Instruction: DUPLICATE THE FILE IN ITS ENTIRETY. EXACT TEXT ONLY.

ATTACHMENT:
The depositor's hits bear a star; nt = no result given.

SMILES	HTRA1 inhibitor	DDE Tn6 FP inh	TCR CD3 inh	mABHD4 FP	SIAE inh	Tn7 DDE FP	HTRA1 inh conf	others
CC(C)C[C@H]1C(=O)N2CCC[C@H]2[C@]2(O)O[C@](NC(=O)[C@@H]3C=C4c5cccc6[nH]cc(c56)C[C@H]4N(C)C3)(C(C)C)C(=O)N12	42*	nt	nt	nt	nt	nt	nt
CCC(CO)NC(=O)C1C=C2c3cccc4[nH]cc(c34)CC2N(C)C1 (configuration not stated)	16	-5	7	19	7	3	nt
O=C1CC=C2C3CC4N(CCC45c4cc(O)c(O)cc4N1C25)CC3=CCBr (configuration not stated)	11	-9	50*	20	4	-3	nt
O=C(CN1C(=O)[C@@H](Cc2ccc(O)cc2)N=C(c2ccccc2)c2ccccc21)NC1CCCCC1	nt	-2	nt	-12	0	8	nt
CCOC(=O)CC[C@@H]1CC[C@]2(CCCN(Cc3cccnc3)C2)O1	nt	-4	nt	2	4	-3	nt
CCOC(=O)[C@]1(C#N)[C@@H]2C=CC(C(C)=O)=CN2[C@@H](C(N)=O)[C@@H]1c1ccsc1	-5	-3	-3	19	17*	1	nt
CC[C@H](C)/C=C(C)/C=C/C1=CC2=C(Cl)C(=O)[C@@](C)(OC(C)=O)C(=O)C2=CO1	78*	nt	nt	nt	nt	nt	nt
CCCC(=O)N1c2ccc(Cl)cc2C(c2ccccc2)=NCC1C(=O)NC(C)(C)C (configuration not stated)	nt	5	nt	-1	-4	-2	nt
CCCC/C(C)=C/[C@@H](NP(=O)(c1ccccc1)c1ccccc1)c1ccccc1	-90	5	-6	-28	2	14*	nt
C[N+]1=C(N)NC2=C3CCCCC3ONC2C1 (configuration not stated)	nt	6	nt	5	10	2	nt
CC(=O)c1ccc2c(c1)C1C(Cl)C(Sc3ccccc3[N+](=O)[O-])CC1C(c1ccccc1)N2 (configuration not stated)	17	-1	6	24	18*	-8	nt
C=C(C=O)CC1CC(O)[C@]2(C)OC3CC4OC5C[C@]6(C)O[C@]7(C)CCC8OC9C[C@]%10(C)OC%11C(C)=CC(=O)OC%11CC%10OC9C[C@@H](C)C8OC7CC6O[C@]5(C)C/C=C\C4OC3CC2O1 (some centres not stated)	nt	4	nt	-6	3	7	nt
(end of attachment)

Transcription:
The depositor's hits bear a star; nt = no result given.

SMILES	HTRA1 inhibitor	DDE Tn6 FP inh	TCR CD3 inh	mABHD4 FP	SIAE inh	Tn7 DDE FP	HTRA1 inh conf	others
CC(C)C[C@H]1C(=O)N2CCC[C@H]2[C@]2(O)O[C@](NC(=O)[C@@H]3C=C4c5cccc6[nH]cc(c56)C[C@H]4N(C)C3)(C(C)C)C(=O)N12	42*	nt	nt	nt	nt	nt	nt
CCC(CO)NC(=O)C1C=C2c3cccc4[nH]cc(c34)CC2N(C)C1 (configuration not stated)	16	-5	7	19	7	3	nt
O=C1CC=C2C3CC4N(CCC45c4cc(O)c(O)cc4N1C25)CC3=CCBr (configuration not stated)	11	-9	50*	20	4	-3	nt
O=C(CN1C(=O)[C@@H](Cc2ccc(O)cc2)N=C(c2ccccc2)c2ccccc21)NC1CCCCC1	nt	-2	nt	-12	0	8	nt
CCOC(=O)CC[C@@H]1CC[C@]2(CCCN(Cc3cccnc3)C2)O1	nt	-4	nt	2	4	-3	nt
CCOC(=O)[C@]1(C#N)[C@@H]2C=CC(C(C)=O)=CN2[C@@H](C(N)=O)[C@@H]1c1ccsc1	-5	-3	-3	19	17*	1	nt
CC[C@H](C)/C=C(C)/C=C/C1=CC2=C(Cl)C(=O)[C@@](C)(OC(C)=O)C(=O)C2=CO1	78*	nt	nt	nt	nt	nt	nt
CCCC(=O)N1c2ccc(Cl)cc2C(c2ccccc2)=NCC1C(=O)NC(C)(C)C (configuration not stated)	nt	5	nt	-1	-4	-2	nt
CCCC/C(C)=C/[C@@H](NP(=O)(c1ccccc1)c1ccccc1)c1ccccc1	-90	5	-6	-28	2	14*	nt
C[N+]1=C(N)NC2=C3CCCCC3ONC2C1 (configuration not stated)	nt	6	nt	5	10	2	nt
CC(=O)c1ccc2c(c1)C1C(Cl)C(Sc3ccccc3[N+](=O)[O-])CC1C(c1ccccc1)N2 (configuration not stated)	17	-1	6	24	18*	-8	nt
C=C(C=O)CC1CC(O)[C@]2(C)OC3CC4OC5C[C@]6(C)O[C@]7(C)CCC8OC9C[C@]%10(C)OC%11C(C)=CC(=O)OC%11CC%10OC9C[C@@H](C)C8OC7CC6O[C@]5(C)C/C=C\C4OC3CC2O1 (some centres not stated)	nt	4	nt	-6	3	7	nt